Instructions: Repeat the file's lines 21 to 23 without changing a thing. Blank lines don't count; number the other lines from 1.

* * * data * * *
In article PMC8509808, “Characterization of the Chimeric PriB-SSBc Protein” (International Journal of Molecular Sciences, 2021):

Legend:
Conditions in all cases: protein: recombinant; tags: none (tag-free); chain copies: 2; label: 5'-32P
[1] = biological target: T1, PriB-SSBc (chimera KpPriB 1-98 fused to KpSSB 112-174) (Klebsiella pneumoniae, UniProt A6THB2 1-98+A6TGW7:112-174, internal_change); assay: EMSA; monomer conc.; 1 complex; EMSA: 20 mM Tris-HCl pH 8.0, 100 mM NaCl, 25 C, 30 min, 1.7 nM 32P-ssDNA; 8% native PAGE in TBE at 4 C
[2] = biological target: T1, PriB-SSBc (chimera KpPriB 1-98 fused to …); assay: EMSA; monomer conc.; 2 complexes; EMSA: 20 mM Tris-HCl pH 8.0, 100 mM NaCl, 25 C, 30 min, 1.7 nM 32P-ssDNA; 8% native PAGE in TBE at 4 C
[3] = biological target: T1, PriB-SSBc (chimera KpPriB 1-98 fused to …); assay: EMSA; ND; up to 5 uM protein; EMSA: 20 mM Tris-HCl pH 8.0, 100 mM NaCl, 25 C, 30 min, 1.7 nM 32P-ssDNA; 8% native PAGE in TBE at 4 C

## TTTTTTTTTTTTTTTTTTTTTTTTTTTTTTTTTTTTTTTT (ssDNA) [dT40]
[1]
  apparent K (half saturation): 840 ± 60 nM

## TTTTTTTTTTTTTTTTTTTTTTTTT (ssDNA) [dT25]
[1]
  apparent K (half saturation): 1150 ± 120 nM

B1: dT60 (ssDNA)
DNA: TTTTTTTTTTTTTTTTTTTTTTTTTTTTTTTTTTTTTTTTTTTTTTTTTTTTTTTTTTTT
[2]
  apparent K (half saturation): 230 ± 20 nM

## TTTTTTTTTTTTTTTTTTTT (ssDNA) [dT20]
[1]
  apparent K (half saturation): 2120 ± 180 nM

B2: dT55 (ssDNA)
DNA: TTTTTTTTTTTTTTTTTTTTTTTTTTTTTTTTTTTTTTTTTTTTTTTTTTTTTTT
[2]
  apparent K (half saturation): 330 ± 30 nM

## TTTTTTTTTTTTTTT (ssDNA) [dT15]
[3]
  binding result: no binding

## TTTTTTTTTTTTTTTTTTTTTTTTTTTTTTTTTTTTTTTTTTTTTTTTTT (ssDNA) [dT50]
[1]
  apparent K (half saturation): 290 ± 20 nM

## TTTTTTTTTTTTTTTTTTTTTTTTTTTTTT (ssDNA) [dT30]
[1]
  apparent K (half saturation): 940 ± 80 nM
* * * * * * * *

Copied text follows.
DNA: TTTTTTTTTTTTTTTTTTTTTTTTTTTTTTTTTTTTTTTTTTTTTTTTTTTTTTT
[2]
  apparent K (half saturation): 330 ± 30 nM